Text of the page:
Victims of rape and sexual violence worldwide are denied access to justice due to gender discrimination and assumptions about the sexual behaviour of victims of rape, Amnesty International said in two regional reports released today.
To mark International Women’s Day, Amnesty International released two reports looking at sexual violence in locations across the developed and developing world; specifically Cambodia and the Nordic Countries of Denmark, Finland, Norway and Sweden.
“In poor and rich countries alike, women who are raped or abused have little chance of seeing their attackers brought to justice,” said Widney Brown, Senior Director of International Law and Policy at Amnesty International. “It is shocking that in the 21st century with so much legislation designed to ensure women’s equality, that virtually every government fails to protect women or to ensure that their abusers are held to account for their crimes.”
Amnesty International’s reports show that victims of sexual abuse and domestic violence seeking justice face many obstacles. These include inadequate, negative or dismissive responses by police, medical and judicial personnel. Given the pervasive indifference of authorities, many women feel ashamed or blame themselves and don’t even try to report these crimes to the police.
In instances where women do go to the police, their claims for reparation and justice are rarely met. The two reports found that prosecution rates for rape are among the lowest for any offence.
“Unless the sexual violence is also accompanied by physical violence, it is simply not taken seriously,” said Widney Brown. “A woman who survives the rape without significant physical injury is often stigmatised or held responsible for a crime committed against her while the rapist often faces limited, if any, social or legal sanction.”
Though the legal systems examined in the reports vary greatly, Amnesty International found that all contain gaps and discrepancies which discourage women and girls from seeking justice for crimes committed against them.
In Nordic countries, for example, the use of violence or threats of violence determine the seriousness of rape rather than the violation of a woman’s sexual autonomy. The report Case Closed, documents one case in Finland where a man forced a woman to have sexual intercourse in the disabled toilet of a car park by banging her head against the wall and twisting her arm behind her back. In the prosecutor’s opinion, this was not rape as the violence used was of slight degree. The man was convicted of coercion into sexual intercourse and sentenced to a conditional (suspended) seven-month prison term.
By comparison, refusal to undertake compulsory military service, including civilian service, in Finland is punishable with a prison sentence of at least six months.
In Cambodia, women do not trust the justice system. Costs associated with police processes deter women from pursuing a case. Victims are often asked to pay a bribe before police will start an investigation. Money is also usually required for medical expenses, transport and phone credit costs for police during the investigation.
Breaking the Silence also documents how extra-judicial payments were negotiated as a ‘solution’. Typically police officers act as an arbiter between the families of the victim and perpetrator to secure a financial settlement on the condition that the victim withdraws the criminal complaint. The mediator receives part of this settlement.
“For too many women, their experience of the justice system exacerbates the initial act of violence and abuse,” said Widney Brown. “Every perpetrator that goes unpunished as a result of these failures is a signal that the authorities are indifferent to the plight of the victims of sexual violence.”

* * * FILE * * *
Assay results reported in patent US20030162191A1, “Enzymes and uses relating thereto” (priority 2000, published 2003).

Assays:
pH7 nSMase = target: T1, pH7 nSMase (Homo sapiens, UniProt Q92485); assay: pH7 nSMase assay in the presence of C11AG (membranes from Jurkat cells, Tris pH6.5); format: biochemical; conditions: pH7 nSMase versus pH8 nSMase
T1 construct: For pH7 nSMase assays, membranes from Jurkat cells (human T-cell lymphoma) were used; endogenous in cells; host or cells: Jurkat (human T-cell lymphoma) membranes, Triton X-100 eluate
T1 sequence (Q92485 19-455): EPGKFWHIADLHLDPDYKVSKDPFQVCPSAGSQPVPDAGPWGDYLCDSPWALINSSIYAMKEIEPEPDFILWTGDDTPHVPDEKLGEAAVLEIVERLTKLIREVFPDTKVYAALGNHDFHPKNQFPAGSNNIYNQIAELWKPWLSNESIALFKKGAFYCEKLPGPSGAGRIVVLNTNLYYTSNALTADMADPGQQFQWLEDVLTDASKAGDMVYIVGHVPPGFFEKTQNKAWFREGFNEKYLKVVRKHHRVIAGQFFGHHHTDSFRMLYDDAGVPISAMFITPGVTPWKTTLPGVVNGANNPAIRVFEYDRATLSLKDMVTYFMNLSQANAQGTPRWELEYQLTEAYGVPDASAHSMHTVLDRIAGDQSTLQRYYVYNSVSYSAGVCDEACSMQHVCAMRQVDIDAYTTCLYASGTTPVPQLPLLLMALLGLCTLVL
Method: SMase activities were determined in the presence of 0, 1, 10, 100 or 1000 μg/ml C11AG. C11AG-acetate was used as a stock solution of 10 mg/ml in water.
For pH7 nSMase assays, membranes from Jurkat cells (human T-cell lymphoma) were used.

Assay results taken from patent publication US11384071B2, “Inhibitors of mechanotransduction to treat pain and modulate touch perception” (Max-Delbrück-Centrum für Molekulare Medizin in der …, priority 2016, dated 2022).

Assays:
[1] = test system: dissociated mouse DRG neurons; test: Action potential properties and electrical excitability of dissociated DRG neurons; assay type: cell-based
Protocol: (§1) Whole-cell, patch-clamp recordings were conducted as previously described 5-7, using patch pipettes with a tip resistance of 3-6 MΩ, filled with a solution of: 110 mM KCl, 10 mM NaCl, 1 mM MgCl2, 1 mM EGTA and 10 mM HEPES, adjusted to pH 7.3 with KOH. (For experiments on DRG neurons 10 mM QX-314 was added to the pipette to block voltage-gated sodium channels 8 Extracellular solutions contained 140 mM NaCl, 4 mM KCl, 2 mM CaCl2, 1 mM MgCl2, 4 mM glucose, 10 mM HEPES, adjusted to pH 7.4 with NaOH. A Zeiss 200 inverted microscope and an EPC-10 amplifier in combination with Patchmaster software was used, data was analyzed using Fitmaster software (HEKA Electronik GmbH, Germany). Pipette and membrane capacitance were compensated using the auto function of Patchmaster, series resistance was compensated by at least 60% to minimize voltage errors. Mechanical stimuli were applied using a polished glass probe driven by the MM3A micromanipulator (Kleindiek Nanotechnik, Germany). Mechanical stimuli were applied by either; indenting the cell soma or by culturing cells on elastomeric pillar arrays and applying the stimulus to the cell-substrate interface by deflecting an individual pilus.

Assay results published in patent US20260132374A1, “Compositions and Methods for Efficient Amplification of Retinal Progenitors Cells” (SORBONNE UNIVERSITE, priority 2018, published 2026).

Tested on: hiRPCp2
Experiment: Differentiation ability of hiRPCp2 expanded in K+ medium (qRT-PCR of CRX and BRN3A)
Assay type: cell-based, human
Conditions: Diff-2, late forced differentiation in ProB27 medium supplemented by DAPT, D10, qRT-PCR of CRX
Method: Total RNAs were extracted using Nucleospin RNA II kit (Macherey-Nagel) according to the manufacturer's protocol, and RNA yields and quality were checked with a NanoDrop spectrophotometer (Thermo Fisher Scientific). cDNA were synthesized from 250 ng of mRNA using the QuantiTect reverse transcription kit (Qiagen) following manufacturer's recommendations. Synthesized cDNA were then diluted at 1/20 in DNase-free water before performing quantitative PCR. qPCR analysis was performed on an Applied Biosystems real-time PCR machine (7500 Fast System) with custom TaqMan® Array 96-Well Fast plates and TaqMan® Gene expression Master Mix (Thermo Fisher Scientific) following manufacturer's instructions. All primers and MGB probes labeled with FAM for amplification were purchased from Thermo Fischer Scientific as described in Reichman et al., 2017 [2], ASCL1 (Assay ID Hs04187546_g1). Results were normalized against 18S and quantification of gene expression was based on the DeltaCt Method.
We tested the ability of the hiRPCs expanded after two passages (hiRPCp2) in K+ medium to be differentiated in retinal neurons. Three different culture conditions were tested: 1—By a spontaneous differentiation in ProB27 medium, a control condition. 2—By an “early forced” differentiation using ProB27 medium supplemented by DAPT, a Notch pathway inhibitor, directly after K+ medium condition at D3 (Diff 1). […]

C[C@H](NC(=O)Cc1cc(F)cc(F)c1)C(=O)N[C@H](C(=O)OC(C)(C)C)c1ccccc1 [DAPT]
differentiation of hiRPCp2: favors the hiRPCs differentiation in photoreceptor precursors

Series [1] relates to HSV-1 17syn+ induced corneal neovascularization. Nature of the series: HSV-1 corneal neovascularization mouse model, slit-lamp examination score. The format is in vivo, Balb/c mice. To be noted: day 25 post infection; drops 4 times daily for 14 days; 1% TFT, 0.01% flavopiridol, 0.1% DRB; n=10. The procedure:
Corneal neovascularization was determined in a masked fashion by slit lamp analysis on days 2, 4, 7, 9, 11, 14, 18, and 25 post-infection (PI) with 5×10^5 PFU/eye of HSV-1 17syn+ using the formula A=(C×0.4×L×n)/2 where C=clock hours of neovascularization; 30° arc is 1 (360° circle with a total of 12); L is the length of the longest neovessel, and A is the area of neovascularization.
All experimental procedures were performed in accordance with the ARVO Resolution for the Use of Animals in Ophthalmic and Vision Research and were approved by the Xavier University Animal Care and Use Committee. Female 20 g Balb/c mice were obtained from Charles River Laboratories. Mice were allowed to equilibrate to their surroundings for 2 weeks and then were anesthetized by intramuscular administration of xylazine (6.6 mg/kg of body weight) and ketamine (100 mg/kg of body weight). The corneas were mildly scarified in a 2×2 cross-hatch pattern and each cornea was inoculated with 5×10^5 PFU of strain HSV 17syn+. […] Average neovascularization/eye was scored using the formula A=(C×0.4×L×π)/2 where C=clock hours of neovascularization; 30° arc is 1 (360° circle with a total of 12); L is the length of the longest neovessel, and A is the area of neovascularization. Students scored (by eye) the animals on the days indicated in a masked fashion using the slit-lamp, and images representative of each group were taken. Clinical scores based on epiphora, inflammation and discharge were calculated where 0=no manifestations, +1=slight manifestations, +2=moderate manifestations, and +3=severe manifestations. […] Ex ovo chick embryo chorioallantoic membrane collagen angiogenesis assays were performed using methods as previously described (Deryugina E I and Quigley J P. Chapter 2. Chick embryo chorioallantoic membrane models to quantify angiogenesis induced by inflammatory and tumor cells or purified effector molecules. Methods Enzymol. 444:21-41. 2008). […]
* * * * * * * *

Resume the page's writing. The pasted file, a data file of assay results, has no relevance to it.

Violence against women remains one of the most pervasive and significant barriers to gender equality. Amnesty International calls on governments to exercise due diligence to prevent, investigate and punish acts of violence. Central to this is ensuring women subjected to violence can access justice and an effective remedy for the harm they have suffered.
Amnesty International is also calling for the creation of a consolidated and strong UN women’s entity, to ensure that women and girls around the world enjoy their rights in practice. Amnesty International is part of the global NGO campaign on the Gender Equality Architecture Reform (GEAR) calling on governments and the UN system to ensure that the new UN agency for women is given the resources, personnel and authority it needs to make a real difference to women’s lives around the world.
Amnesty International urges all governments to fully reaffirm their commitment to respect women’s human rights as articulated in numerous human rights treaties as well as in the Beijing Declaration and Platform for Action, an agenda to advance the goals of equality, development and peace for all women. Notes to Editors:
• Amnesty International launches two reports looking at violence against women. ‘Case Closed: Rape and Human Rights in the Nordic Countries’ and ‘Breaking the Silence: Sexual Violence in Cambodia’. http://www.amnesty.org/campaigns/stop-violence-against-women• The reports are released during the UN Commission on the Status of Women. This year’s focus of the Commission is the 15 year review of the Beijing Declaration and Platform for Action an agenda to advance equality and development for all women and to ensure the full implementation of their human rights. The BDPfA was unanimously adopted by participating member states at the 4th UN World Conference on Women in 1995• Amnesty International believes that governments will not achieve any meaningful progress on the Millennium Development Goals unless they address structural human rights issues such as denial of sexual and reproductive rights, the right to be free from all forms of gender-based violence and discrimination against women.